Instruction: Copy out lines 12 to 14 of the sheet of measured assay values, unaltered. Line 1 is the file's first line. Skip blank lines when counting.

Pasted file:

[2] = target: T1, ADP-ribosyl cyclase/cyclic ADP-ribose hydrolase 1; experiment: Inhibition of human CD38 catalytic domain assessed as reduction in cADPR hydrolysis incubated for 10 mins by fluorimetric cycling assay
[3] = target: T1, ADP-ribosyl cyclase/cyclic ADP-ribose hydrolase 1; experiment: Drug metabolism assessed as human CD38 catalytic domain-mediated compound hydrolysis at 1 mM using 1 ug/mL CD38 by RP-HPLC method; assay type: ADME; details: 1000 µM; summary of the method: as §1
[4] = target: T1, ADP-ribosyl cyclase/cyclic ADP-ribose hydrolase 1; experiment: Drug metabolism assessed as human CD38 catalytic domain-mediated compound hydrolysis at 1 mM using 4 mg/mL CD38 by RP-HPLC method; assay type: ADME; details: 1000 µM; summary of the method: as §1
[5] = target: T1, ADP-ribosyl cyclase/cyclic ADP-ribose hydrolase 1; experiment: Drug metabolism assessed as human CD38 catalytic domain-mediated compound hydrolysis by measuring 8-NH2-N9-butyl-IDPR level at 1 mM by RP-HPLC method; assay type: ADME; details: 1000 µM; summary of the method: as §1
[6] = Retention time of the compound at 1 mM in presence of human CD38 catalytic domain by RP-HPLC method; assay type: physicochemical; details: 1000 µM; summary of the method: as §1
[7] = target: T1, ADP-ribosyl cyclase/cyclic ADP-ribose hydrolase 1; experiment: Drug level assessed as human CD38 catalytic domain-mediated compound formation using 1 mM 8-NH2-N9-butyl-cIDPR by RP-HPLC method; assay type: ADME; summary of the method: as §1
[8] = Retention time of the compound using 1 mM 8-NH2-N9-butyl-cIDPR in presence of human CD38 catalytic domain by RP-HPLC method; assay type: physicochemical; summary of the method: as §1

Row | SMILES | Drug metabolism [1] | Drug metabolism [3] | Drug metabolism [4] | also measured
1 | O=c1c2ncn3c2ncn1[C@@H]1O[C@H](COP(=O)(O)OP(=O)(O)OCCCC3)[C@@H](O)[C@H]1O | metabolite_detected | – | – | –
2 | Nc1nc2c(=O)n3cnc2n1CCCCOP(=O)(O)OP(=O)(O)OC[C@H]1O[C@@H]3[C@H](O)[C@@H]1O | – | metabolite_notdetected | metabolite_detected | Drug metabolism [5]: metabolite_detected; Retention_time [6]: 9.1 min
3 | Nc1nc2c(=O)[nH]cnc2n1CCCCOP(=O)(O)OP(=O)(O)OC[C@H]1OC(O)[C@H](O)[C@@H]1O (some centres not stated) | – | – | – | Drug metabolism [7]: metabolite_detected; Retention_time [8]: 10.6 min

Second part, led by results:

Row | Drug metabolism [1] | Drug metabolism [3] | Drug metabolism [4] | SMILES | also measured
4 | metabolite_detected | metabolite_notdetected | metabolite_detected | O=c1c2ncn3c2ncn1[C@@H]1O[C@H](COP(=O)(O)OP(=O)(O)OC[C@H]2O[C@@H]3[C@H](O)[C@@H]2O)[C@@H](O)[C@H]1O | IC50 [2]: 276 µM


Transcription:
Second part, led by results:

Row | Drug metabolism [1] | Drug metabolism [3] | Drug metabolism [4] | SMILES | also measured
4 | metabolite_detected | metabolite_notdetected | metabolite_detected | O=c1c2ncn3c2ncn1[C@@H]1O[C@H](COP(=O)(O)OP(=O)(O)OC[C@H]2O[C@@H]3[C@H](O)[C@@H]2O)[C@@H](O)[C@H]1O | IC50 [2]: 276 µM